May 12 is ME/CFS and Fibromyalgia International Awareness Day
May 12 is ME/CFS and Fibromyalgia International Awareness Day.
Myalgic encephalomyelitis (ME) / chronic fatigue syndrome (CFS) is a serious, long-term illness characterized by substantial disability affecting daily activities. It is accompanied by profound fatigue that is not relieved by rest. While varying by person and affecting many body systems, symptoms include severe fatigue, unrefreshing sleep, dizziness, problems thinking and concentrating, pain, and worsened memory. Post-exertional malaise (PEM), a distinguishing feature of the illness, is the worsening of symptoms after physical or mental activity.
Scientists have not determined the cause or causes of ME/CFS. Although more common in women, ME/CFS affects people of all ages, including children, and people of all races and ethnicities. Individuals with ME/CFS, their families and caregivers, employers, and society endure significant costs associated with ME/CFS. These costs are estimated to be $18-51 billion annually in the United States. Researchers estimate that at least one million Americans have ME/CFS but, among people with ME/CFS identified through public health efforts, fewer than 1 of 5 people reported having received a diagnosis from a healthcare provider. This means that the illness is frequently not being diagnosed.
ME/CFS Voice of the Patient
A new section of the ME/CFS CDC website shares stories from patients with ME/CFS. The “Voice of the Patient” project allows patients to share their experiences with ME/CFS. Each patient shares a story in his or her own words.
To see this new section please go to: https://www.cdc.gov/me-cfs/patient-stories/index.html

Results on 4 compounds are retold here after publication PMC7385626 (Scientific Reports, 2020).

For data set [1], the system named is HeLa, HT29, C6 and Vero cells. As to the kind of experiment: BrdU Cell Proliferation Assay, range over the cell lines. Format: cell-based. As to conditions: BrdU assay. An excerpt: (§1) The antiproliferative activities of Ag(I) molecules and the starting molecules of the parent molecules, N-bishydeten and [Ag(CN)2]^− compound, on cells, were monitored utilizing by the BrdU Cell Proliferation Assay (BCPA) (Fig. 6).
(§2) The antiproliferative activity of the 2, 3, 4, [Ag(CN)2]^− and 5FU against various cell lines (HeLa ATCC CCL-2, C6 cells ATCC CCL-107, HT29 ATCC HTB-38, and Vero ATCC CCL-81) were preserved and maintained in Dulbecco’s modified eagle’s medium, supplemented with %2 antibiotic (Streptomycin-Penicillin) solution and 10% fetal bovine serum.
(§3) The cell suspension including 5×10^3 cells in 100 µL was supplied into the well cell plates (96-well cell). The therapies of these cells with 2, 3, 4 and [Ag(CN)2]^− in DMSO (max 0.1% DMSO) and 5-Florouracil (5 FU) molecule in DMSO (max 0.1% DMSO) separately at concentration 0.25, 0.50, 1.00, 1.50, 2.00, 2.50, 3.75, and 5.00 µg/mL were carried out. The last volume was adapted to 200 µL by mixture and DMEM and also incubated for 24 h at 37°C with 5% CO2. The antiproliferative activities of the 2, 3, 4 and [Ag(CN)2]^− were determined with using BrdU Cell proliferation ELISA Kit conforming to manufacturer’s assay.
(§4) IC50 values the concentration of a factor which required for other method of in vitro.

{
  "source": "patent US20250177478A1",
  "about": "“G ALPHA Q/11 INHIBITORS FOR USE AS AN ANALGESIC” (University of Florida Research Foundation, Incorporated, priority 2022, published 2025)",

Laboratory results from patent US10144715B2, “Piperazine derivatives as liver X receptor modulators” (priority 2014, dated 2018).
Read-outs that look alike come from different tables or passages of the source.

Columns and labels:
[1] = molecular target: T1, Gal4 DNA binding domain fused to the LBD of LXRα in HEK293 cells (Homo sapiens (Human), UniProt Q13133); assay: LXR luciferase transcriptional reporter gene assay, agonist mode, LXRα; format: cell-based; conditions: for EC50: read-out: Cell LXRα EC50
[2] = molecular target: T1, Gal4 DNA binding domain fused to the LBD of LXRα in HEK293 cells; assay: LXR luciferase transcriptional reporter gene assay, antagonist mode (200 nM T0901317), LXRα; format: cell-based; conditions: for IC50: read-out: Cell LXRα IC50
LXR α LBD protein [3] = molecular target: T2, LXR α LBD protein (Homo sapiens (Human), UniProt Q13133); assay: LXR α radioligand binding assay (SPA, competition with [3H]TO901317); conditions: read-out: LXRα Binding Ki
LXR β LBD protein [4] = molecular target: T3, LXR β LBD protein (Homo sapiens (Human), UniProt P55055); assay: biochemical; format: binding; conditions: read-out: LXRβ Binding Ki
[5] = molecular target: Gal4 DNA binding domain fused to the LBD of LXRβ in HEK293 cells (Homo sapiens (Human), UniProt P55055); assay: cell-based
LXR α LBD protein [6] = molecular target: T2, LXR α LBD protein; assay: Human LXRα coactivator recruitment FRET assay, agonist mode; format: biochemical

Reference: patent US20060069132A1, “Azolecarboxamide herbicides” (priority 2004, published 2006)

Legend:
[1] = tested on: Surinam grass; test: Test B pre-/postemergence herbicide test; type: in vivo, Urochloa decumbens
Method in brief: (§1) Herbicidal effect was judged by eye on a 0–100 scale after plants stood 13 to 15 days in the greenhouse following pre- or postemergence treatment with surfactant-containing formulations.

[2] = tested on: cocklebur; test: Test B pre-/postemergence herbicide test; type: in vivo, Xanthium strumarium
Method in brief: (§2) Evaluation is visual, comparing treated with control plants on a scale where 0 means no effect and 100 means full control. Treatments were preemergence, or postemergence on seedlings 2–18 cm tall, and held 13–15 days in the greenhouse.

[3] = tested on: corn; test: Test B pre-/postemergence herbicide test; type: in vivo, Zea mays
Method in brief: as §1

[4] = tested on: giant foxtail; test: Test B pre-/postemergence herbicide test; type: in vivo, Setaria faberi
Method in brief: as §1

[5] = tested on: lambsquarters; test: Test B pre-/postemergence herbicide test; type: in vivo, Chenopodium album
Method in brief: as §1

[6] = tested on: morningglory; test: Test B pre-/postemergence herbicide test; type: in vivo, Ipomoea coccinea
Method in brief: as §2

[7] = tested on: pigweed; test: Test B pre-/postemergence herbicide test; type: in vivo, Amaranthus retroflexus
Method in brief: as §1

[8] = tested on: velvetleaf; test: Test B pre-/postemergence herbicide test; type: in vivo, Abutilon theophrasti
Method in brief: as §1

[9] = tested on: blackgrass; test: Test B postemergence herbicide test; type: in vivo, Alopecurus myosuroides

Getting a Diagnosis and Managing ME/CFS
Contact your doctor if you are concerned that you or a family member might have ME/CFS. There are no specific tests to diagnose ME/CFS (for example, no blood or other lab test). Evaluation of ME/CFS requires multiple stages. Your doctor will
- Take a detailed medical and family history
- Conduct thorough physical and mental health exams
- Review any recent laboratory tests and order blood, urine or other tests, as needed, to help identify other possible causes of symptoms
- Order additional tests as needed to follow up on any tests that might not be normal or to check on any changing symptoms
Diagnosis and treatment of ME/CFS can be challenging. Sometimes referrals to specialists are recommended. Work with your doctor and other healthcare professionals to cope during this difficult time.
If you have ME/CFS, you might be dealing with
- Worries about your health
- Changing and unpredictable symptoms that may interfere with activities of daily living
- Memory and concentration problems that seriously affect work or school performance
- Loss of independence, livelihood, and financial security
- Changes in relationships with family and friends
Living with ME/CFS is challenging. You may struggle with debilitating symptoms and other problems such as depression or frustration, but remember you are not alone. Support is very important when dealing with any illness. Your doctor and other healthcare professionals can offer help and support. And don’t be afraid to ask your family and friends for help. Support also can come from a counselor or a ME/CFS support group. Together, you can find ways to manage your illness.
Recognize that carrying out activities of daily living may be challenging for you. Avoid overdoing physical activities that may make your ME/CFS symptoms worse. Talk to your doctor before starting any new type of activity program.
- CDC CFS Website
- CFS Advisory Committee
- Agency for Healthcare Research and Quality
- National Women’s Health Information Center
- Trans-NIH Myalgic Encephalomyelitis/Chronic Fatigue Syndrome Working Group
- Social Security Administration
- Institute of Medicine Report
- FDA Voice of the Patient[267 KB]